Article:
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Operating Systems

Journal: Gentoo Linux

Journal by NateSac

Ok, so you're an open source convert, you've tried Knoppix, you've installed red hat, maybe you've even tried some other flavors? Well, you're on your way to true geek-ness, but you are no geek, until you've mastered the art of installing Gentoo Linux.

Before I tell you about Gentoo and me, I'd like to mention how I first heard about Gentoo and then I'll tell you why I love it so much. I first heard of Gentoo a few years ago, I was taking a C programming with a really fun teacher at my local community college. I was taken aback in this class by the seemingly huge differences in the ability of the programmers in the class. All year long I tutored other students during my spare lab time, debugging their shitty code, and producing some quality code that really just confused the shit outta most of my class mates.

One of my classmates seemed different from the rest. At first glance I could tell that he marched to the beat of a different drum. He rarely went to lab, only lecture, so I asked him why. He told me that, he doesn't use windows, and he prefers to work on his laptop running Gentoo. One day he explained to me that his choice to run Gentoo was one of a philosophical choice. I didn't understand, and unfortunately, I never tried Gentoo either.

Until now that is. I setup Debian on a PowerPC last month. I was reasonably impressed, but I didn't like dselect very much, and it seemed like there was just WAY TOO many options. I surfed around to check out some other the other Debian based distros. When I was at the Gentoo site, I read their philosophy. I immediately remembered my good friend from my C class, and the rest is history.

I liked the Gentoo philosophy so much, that I decided to install Gentoo on one of my machines. I selected a poor neglected 300 MHz machine that used to be my router, before I upgraded. I downloaded and burnt the bootable LiveCD version of Gentoo, placed a CD drive in my 300, and rebooted. I was awe struck by the sexy console screen. Ok, so I like it so far. It boots up fine and I get to bash. Ok, now I'm ready to start the install. I surfed over to gentoo.org again, clicked on docs and found the Gentoo installation handbook. I also found the Gentoo Quick Install Reference really handy.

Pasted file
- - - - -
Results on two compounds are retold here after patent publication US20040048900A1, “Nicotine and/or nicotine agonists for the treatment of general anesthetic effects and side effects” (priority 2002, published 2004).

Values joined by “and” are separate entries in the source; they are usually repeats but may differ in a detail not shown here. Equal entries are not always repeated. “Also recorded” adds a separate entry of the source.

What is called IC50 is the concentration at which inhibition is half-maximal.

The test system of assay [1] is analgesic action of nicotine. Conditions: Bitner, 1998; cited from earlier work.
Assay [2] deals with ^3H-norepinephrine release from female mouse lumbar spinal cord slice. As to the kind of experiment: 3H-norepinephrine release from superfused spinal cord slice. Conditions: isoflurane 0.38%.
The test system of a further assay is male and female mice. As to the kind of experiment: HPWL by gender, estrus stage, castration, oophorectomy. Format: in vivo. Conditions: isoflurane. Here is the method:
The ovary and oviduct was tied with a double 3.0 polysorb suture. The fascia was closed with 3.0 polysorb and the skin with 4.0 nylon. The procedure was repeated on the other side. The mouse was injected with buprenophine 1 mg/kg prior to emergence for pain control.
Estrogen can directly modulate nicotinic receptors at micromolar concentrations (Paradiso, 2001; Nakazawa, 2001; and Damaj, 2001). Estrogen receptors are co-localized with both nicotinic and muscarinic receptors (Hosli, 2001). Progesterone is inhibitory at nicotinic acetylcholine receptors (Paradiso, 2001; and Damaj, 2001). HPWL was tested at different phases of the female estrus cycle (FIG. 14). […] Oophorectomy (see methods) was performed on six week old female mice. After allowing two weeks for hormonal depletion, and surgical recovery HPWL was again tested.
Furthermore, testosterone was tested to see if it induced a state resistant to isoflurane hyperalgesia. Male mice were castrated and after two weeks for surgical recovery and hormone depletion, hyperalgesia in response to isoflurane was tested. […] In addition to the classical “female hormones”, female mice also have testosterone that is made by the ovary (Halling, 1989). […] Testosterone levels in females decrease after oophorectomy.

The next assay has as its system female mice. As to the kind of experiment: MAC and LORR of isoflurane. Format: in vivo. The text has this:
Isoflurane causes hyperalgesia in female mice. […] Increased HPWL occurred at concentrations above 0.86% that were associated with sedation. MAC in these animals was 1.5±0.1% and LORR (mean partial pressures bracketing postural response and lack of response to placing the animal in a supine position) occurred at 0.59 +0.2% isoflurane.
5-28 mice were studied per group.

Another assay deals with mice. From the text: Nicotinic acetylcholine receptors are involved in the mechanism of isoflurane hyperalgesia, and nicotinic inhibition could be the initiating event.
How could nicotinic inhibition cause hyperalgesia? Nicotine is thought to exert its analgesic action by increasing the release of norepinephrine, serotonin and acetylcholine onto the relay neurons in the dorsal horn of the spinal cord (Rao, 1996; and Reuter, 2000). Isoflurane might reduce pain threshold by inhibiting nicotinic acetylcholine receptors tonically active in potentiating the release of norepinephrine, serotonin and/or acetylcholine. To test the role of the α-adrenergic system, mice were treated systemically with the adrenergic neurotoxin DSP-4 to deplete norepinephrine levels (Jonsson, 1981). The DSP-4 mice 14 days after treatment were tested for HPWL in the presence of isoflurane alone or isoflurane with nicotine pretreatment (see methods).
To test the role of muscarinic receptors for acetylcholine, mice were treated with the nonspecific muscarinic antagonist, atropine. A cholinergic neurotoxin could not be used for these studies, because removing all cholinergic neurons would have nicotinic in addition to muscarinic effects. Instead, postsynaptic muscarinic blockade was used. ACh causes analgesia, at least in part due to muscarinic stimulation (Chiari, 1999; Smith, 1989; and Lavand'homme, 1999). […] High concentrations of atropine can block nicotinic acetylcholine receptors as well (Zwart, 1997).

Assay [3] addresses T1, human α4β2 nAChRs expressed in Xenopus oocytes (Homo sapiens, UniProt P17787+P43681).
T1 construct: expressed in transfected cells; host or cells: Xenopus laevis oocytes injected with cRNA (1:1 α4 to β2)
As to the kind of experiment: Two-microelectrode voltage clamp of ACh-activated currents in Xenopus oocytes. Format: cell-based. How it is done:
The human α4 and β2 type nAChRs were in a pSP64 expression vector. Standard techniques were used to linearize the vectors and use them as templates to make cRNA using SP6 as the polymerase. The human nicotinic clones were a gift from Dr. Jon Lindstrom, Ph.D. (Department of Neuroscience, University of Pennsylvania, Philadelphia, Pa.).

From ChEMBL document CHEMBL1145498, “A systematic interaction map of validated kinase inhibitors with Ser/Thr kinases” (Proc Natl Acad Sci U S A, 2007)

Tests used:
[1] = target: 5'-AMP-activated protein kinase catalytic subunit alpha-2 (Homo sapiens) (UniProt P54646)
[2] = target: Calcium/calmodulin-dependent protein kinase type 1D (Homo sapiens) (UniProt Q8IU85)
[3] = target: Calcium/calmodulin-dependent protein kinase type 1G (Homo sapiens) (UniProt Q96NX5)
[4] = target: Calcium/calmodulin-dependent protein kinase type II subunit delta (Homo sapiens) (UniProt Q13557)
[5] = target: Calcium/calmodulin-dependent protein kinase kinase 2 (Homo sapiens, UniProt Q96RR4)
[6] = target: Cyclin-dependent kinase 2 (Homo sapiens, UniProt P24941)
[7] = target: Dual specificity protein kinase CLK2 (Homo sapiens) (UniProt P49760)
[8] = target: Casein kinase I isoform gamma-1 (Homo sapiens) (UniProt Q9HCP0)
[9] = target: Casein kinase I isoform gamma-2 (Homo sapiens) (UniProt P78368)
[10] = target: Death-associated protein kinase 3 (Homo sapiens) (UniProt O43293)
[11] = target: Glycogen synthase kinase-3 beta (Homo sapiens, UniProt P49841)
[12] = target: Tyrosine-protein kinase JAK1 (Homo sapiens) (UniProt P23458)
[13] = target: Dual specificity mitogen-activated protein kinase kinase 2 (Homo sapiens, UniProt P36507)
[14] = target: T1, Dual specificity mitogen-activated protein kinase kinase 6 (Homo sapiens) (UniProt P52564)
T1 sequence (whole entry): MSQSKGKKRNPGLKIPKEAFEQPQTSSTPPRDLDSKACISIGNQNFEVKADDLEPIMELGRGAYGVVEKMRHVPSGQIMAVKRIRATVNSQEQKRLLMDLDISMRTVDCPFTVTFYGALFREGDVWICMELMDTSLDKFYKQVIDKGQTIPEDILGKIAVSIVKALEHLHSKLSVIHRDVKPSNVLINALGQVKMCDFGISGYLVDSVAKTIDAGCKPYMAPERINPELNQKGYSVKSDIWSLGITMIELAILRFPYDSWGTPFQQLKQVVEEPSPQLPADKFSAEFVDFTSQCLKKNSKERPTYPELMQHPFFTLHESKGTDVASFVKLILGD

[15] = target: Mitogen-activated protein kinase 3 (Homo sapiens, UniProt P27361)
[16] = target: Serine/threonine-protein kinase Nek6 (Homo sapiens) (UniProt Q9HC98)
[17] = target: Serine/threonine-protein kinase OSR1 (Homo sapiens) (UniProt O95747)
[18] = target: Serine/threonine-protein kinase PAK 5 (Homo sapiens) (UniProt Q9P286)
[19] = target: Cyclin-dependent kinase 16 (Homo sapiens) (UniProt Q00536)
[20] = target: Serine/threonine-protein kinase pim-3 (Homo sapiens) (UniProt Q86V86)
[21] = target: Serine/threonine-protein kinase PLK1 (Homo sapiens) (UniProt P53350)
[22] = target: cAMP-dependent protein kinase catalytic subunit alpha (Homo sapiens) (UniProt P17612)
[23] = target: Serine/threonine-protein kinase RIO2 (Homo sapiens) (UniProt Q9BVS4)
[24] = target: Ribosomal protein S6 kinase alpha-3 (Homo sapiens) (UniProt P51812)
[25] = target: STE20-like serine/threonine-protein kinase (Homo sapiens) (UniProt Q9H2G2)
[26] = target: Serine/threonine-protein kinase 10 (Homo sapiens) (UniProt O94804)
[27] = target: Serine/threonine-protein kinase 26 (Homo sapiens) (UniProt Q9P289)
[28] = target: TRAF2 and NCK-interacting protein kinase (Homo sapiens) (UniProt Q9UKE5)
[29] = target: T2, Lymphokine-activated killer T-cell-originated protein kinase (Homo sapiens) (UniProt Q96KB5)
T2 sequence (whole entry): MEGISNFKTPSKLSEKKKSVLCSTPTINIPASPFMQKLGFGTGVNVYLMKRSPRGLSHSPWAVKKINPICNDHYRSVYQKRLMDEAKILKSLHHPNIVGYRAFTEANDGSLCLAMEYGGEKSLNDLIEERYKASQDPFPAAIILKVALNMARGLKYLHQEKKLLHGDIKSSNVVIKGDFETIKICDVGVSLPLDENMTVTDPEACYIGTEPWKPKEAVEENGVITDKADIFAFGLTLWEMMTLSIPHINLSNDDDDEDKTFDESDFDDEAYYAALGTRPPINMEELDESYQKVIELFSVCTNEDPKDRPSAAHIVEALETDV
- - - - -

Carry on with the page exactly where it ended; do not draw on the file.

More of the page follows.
Ok, so this is where it gets exciting. To my surprise, there is no gui. That's ok, I like text. I dig a little deeper, wow. There's not even an installer really. Ok, so before you get scared away, know this. The Gentoo installation process is simple. Once you've done it once or twice, it really becomes second nature. Every other version of Linux I've used tries to obfuscate or hide the true process that is happening when you install. In Gentoo, you get your hands dirty and dig right into the system. You format the drives your self, you create file systems, you compile the kernel yourself. Every thing you do your self. The Gentoo install was so slick, when I was done not only did I have a pretty responsive system, optimized for my hardware, I also had something much, much more tangible. I had power. I truly learned more about Linux, during the Gentoo installation, than I ever did with Mandrake, RedHat, and Debian combined. Next I'm going to do a completely different install, on my 1.7 GHz workstation. I'll let you know how it turns out.

Physician: One upon whom we set our hopes when ill and our dogs when well. -- Ambrose Bierce

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